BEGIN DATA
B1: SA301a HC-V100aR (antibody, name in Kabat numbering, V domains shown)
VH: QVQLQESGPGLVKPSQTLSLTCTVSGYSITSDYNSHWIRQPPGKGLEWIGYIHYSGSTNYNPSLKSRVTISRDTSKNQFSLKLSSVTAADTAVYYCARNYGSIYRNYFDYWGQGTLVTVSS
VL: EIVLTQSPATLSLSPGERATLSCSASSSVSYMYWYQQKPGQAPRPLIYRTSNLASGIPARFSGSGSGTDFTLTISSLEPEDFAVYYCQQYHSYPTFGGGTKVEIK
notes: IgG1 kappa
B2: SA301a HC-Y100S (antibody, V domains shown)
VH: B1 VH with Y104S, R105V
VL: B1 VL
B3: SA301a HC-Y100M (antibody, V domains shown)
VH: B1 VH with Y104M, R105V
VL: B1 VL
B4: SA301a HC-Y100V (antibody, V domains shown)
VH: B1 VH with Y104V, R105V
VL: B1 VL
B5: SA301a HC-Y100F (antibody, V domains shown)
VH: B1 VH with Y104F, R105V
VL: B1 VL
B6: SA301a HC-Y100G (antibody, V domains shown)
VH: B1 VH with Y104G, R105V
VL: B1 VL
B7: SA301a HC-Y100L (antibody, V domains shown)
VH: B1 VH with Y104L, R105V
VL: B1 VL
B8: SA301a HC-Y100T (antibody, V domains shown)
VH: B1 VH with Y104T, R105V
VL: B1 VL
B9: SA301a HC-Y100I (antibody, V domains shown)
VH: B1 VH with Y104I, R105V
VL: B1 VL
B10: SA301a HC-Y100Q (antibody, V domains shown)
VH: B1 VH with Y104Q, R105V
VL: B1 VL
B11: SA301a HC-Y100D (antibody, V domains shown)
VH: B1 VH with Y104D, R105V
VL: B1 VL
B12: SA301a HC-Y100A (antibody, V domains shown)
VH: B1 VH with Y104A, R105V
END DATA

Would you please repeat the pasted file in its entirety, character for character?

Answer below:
B1: SA301a HC-V100aR (antibody, name in Kabat numbering, V domains shown)
VH: QVQLQESGPGLVKPSQTLSLTCTVSGYSITSDYNSHWIRQPPGKGLEWIGYIHYSGSTNYNPSLKSRVTISRDTSKNQFSLKLSSVTAADTAVYYCARNYGSIYRNYFDYWGQGTLVTVSS
VL: EIVLTQSPATLSLSPGERATLSCSASSSVSYMYWYQQKPGQAPRPLIYRTSNLASGIPARFSGSGSGTDFTLTISSLEPEDFAVYYCQQYHSYPTFGGGTKVEIK
notes: IgG1 kappa
B2: SA301a HC-Y100S (antibody, V domains shown)
VH: B1 VH with Y104S, R105V
VL: B1 VL
B3: SA301a HC-Y100M (antibody, V domains shown)
VH: B1 VH with Y104M, R105V
VL: B1 VL
B4: SA301a HC-Y100V (antibody, V domains shown)
VH: B1 VH with Y104V, R105V
VL: B1 VL
B5: SA301a HC-Y100F (antibody, V domains shown)
VH: B1 VH with Y104F, R105V
VL: B1 VL
B6: SA301a HC-Y100G (antibody, V domains shown)
VH: B1 VH with Y104G, R105V
VL: B1 VL
B7: SA301a HC-Y100L (antibody, V domains shown)
VH: B1 VH with Y104L, R105V
VL: B1 VL
B8: SA301a HC-Y100T (antibody, V domains shown)
VH: B1 VH with Y104T, R105V
VL: B1 VL
B9: SA301a HC-Y100I (antibody, V domains shown)
VH: B1 VH with Y104I, R105V
VL: B1 VL
B10: SA301a HC-Y100Q (antibody, V domains shown)
VH: B1 VH with Y104Q, R105V
VL: B1 VL
B11: SA301a HC-Y100D (antibody, V domains shown)
VH: B1 VH with Y104D, R105V
VL: B1 VL
B12: SA301a HC-Y100A (antibody, V domains shown)
VH: B1 VH with Y104A, R105V